Weâ€™re Gonna Need A Bigger Boat
February 21, 2014
This was going to be a very different column before I had the epiphany. Hang on a second and I'll get to that.
So, I was listening to the Radio Stuff Podcast, and Larry Gifford was interviewing the Southern California Broadcasters Association's Thom Callahan, who was making the case for rallying around radio, and I was feeling those usual blood-pressure-raising moments coming on. It was all about how radio gets an unfair reputation as dying when it isn't even faltering, not even AM, what with all the non-English-speaking people flocking to the Farsi-language station here, and how Pandora's this and SiriusXM is that. And to calm down, I reminded myself, well, that's his job, he's a sales guy, he has to make the case for his industry.
But then I thought some more about his shots at Pandora, and SiriusXM, and their stock prices and how radio compares and something that I've said before suddenly made a reappearance in my mind: Why do we treat those guys as the enemy? Thom has to, because he represents the people with tower leases and antennae and licenses, of course, but hold on for a second. If you own a license, streaming, podcasting, and customized audio are the enemy... except when you're doing it, right? iHeartRadio isn't considered the enemy, is it? Even though it offers customized streams and Internet-only content, just like Pandora and iTunes Music and Stitcher and whatever? But it's not the enemy? Why not? Just because a broadcaster owns it?
And that's when the epiphany happened. (See? I got to it.) We've talked about how, to the end user, audio entertainment content is all the same -- the delivery system is secondary to the quality and desirability of the content. If you're playing what they want to hear, and the audio quality's acceptable (sorry, AM), they'll listen, and as the lines blur and car systems allow all of it to be heard at the touch of a dashboard button or home screen, then audio is audio, Pandora and Spotify and podcasts and satellite are radio, we're in the same business. Some are online, some you have to pay for, some are free, some are on-demand and some aren't, but they're forms of radio. Broadcast stations are competitors with those services, but it's all one thing.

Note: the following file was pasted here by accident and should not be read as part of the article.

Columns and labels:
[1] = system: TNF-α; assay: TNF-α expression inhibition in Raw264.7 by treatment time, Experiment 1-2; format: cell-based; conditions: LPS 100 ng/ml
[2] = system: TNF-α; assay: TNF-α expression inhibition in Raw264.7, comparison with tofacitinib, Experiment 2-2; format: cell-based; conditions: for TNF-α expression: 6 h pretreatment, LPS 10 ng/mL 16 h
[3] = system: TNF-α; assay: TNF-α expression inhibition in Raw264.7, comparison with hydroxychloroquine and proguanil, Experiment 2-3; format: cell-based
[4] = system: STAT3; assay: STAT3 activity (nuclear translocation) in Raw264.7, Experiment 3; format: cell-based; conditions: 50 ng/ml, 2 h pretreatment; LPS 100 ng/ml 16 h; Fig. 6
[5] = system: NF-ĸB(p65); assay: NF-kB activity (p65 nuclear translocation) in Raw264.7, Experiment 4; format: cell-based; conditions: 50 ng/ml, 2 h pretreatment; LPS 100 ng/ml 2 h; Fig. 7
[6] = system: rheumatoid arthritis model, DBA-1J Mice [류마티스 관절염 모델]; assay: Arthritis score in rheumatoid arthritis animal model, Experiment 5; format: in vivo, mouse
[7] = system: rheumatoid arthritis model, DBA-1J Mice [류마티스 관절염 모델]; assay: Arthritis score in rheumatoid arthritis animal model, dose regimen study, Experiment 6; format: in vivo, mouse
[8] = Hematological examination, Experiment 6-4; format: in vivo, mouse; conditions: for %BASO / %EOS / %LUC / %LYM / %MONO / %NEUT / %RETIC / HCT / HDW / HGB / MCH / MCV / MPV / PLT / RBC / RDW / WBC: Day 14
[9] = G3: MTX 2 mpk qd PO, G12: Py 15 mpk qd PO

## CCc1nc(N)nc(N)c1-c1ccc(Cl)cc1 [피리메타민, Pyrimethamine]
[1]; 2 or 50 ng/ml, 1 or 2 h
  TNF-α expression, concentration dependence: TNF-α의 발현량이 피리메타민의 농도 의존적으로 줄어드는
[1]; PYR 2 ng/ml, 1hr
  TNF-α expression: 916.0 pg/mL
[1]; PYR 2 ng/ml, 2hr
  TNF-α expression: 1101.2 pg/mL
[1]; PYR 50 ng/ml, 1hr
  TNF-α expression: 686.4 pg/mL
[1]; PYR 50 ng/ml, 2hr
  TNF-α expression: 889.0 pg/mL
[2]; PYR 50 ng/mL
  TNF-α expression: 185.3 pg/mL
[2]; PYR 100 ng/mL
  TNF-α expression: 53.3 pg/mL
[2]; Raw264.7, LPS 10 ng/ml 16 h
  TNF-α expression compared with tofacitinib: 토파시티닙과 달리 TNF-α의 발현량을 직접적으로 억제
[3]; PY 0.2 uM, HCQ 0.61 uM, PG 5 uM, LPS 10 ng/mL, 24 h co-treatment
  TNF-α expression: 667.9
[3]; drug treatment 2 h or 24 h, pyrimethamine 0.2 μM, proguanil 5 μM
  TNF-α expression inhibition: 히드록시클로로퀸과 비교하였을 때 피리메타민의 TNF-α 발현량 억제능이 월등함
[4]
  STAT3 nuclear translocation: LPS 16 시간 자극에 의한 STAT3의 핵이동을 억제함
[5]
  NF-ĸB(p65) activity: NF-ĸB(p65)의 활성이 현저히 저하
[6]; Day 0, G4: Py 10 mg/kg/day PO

That means something when we're talking about rallying around radio. What the people who say that at conventions mean is that we, the rank and file, the people who work for the holders of the licenses, should fight for the bosses, who will repay the favor by, um, probably by firing more people, because the investors are getting impatient again. And they mean heavy-handed, doomed campaigns like "Radio Heard Here" (oh, Lord, remember THAT?). But we SHOULD rally around radio, if by "radio" we mean ALL of it -- the streamers, the podcasters, the satellite people, the broadcasters. The success of those "enemies" is actually in everyone's best interests, because, ultimately, that's where the real growth is likely to happen, and if streaming and podcasting become economically more viable and stronger, that means a lot more opportunity for talent, for producers, and even for salespeople and license holders, because there's no law preventing them from offering their services to existing Internet content providers or creating content themselves. (This is already happening on a very limited basis, like how some stations have podcast-only extra shows. We need more of it.)